FIRE Month Savings Progress Report for January 2022

Happy New Year!

What happened this last month?

The markets were down quite a bit at the end of January. That creates a great opportunity to buy and have significant future growth. Unfortunately, it also means that almost every one of our numbers was down for the month, with the exception of our average amount saved over 12 months.

Our spending this month was significantly higher than it was last January. Some expenses were annual ones, such as property taxes. We also made some additional purchases that weren’t necessary but were to replace things we had for a long time with a newer, nicer version, such as the Xbox and Fitbit. Julie and I did a quick overnight trip and we also made some plans for spring break this year. We pulled ahead the payoff for the our daughter’s Europe trip so our future monthly expenses would be lower. Finally, we had a few items that we needed like a snowblower and some pieces to finish off the closet. I’m looking forward to our annual expenses starting to decline here soon so we get a more realistic overall picture of annual expenses in the long run.

One bright side is that since our company changed to a health insurance plan that allows us to put money into an HSA. January was the first month I was able to start putting money back into it again, which also lowers our tax liability.

Which brings me to the next topic… taxes. Not looking forward to doing those again this year. It used to be fun when we knew we wouldn’t owe a fortune. However, despite setting things up so our payroll taxes don’t take into account having kids, we’ll likely still owe money. Last year was one of the best years we’ve had so far based on how much owe, but I’m afraid that this year may be the worst.

If you’re wondering what I use to track our numbers monthly, it’s Personal Capital. You can start using them too and we both get $20:

Where did we spend the most?

Our average monthly expenses increased slightly this month compared to last month. Starting March 2022, we should start to see our yearly expenses drop considerably each month through the end of the year. This should really help out our savings numbers compared to our estimated future expenses.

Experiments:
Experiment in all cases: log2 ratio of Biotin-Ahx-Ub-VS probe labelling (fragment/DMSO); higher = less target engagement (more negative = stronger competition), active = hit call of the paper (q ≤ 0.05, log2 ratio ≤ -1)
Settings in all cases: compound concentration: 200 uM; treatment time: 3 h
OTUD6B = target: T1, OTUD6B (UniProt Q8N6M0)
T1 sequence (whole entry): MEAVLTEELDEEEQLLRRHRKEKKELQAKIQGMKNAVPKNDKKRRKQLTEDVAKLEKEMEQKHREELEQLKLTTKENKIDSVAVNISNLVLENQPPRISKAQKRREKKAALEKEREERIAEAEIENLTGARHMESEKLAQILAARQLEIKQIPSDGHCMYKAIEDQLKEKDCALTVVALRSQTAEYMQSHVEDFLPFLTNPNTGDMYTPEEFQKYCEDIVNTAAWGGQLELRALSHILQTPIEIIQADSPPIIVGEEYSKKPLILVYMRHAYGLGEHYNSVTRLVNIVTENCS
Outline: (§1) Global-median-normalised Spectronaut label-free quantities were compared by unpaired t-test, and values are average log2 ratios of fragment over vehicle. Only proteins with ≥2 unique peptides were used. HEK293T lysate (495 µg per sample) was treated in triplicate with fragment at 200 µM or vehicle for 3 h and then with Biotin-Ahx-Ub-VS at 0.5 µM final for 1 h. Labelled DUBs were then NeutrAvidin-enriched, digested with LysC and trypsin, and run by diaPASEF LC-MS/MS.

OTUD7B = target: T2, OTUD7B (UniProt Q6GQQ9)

• $1173 – Property Taxes
  • $749 – Spring Break
  • $745 – Europe Trip
  • $671 – Xbox
  • $275 – Weekend Getaway
  • $255 – Snowblower and Snow Items
  • $152 – Fitbit
  • $136 – Closet System
Current and future value against Minimum FIRE Goal and 25x Expenses Goal

54.76% to target number (previously 59.24%)

This is our invested assets/target number. Our invested assets span across a variety of investment vehicles such as 401k, HSA, IRA, Roth IRA, ESPP (Employee Stock Purchase Program) and standard taxable mutual funds.

78 months (previously 79)

The number of months until my 45th birthday and our finish date.

43.12 months (previously 38.41)

The number of expected months until we reach our target number based on our current expected monthly contributions, assuming a 10% annual return.

9.06 times annual spending (previously 10.18)

This is how many multiples of our annual spending we have saved up towards our goal. For example, if this value was 9.1 and we spent $10,000 annually, we would have $91,000 saved up.

36.22% to minimum FIRE (previously 40.71%)

The minimum number to achieve FIRE is 25 times our annual spending. This number shows how close we are to the absolute minimum.

16.54 times annual spending at goal number (previously 17.18)

We have a goal amount that we’d like to reach. Given our current annual spending, this is how many times our annual spending we’ll have saved when we reach our goal number.

How Much We Invested

-44.94% Month to Month Change In How Much Saved (previously 89.62%)

This number shows the change in what we saved this month compared to the prior month in things like 401k, Roth IRA, taxable accounts, and Employee Stock Purchase Program.

-41.96% Month to Month Change in How Much Saved With Employer Contributions (previously 78.50%)

Same as the prior number, but with employer contributions counted.

2.19% Month to Month Change in 12 Month Savings Average (previously 8.11%)

This number show the change in what we saved this month compared to the prior month, but on a 12 month rolling average. This helps to smooth out months over time and shows a more general trend.

3.04% of 12 Month Average Net Income Invested With Employer Contributions (previously 8.69%)

Same as the prior number, but with employer contributions counted.

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